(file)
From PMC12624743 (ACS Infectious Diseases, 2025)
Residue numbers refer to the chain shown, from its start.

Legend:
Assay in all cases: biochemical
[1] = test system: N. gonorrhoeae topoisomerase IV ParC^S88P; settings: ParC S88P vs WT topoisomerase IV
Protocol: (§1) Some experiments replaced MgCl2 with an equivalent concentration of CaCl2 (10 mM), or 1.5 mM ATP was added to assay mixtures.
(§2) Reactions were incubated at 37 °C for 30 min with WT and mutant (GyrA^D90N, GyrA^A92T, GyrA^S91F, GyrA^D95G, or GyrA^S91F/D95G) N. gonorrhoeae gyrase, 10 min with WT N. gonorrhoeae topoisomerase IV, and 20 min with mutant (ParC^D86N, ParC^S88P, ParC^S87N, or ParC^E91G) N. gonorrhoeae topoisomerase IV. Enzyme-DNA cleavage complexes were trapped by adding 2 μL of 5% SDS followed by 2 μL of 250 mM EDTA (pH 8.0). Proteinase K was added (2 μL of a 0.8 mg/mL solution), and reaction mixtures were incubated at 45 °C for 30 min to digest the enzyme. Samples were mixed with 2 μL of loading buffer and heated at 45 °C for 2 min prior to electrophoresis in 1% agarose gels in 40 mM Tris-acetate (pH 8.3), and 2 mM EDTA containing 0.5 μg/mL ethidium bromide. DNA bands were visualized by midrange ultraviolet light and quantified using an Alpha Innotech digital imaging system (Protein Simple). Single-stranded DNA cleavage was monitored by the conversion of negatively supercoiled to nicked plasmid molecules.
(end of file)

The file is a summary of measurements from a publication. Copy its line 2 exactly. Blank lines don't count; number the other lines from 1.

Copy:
Residue numbers refer to the chain shown, from its start.